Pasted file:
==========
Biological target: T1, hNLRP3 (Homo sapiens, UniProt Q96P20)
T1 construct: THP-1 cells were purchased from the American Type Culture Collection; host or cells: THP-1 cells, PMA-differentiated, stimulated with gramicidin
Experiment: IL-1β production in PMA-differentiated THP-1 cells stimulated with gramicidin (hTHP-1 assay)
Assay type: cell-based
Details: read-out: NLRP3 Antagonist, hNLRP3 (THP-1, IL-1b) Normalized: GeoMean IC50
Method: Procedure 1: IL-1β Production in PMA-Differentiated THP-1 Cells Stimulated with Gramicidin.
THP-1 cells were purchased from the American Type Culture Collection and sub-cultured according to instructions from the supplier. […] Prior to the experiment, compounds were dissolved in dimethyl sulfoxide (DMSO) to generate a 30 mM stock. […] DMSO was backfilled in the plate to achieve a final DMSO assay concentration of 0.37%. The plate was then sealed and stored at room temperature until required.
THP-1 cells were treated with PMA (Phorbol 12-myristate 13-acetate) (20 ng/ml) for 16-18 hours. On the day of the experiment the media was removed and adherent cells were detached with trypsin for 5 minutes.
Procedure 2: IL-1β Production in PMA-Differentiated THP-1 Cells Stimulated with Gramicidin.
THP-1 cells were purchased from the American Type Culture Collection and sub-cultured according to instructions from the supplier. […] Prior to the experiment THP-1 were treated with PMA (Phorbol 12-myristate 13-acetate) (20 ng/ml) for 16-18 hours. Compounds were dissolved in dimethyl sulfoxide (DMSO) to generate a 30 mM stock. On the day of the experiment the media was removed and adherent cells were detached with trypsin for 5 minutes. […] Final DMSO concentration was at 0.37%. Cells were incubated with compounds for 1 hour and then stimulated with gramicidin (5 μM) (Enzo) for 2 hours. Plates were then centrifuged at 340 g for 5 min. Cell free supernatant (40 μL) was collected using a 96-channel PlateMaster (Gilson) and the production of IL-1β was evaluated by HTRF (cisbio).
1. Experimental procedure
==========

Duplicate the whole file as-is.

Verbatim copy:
Biological target: T1, hNLRP3 (Homo sapiens, UniProt Q96P20)
T1 construct: THP-1 cells were purchased from the American Type Culture Collection; host or cells: THP-1 cells, PMA-differentiated, stimulated with gramicidin
Experiment: IL-1β production in PMA-differentiated THP-1 cells stimulated with gramicidin (hTHP-1 assay)
Assay type: cell-based
Details: read-out: NLRP3 Antagonist, hNLRP3 (THP-1, IL-1b) Normalized: GeoMean IC50
Method: Procedure 1: IL-1β Production in PMA-Differentiated THP-1 Cells Stimulated with Gramicidin.
THP-1 cells were purchased from the American Type Culture Collection and sub-cultured according to instructions from the supplier. […] Prior to the experiment, compounds were dissolved in dimethyl sulfoxide (DMSO) to generate a 30 mM stock. […] DMSO was backfilled in the plate to achieve a final DMSO assay concentration of 0.37%. The plate was then sealed and stored at room temperature until required.
THP-1 cells were treated with PMA (Phorbol 12-myristate 13-acetate) (20 ng/ml) for 16-18 hours. On the day of the experiment the media was removed and adherent cells were detached with trypsin for 5 minutes.
Procedure 2: IL-1β Production in PMA-Differentiated THP-1 Cells Stimulated with Gramicidin.
THP-1 cells were purchased from the American Type Culture Collection and sub-cultured according to instructions from the supplier. […] Prior to the experiment THP-1 were treated with PMA (Phorbol 12-myristate 13-acetate) (20 ng/ml) for 16-18 hours. Compounds were dissolved in dimethyl sulfoxide (DMSO) to generate a 30 mM stock. On the day of the experiment the media was removed and adherent cells were detached with trypsin for 5 minutes. […] Final DMSO concentration was at 0.37%. Cells were incubated with compounds for 1 hour and then stimulated with gramicidin (5 μM) (Enzo) for 2 hours. Plates were then centrifuged at 340 g for 5 min. Cell free supernatant (40 μL) was collected using a 96-channel PlateMaster (Gilson) and the production of IL-1β was evaluated by HTRF (cisbio).
1. Experimental procedure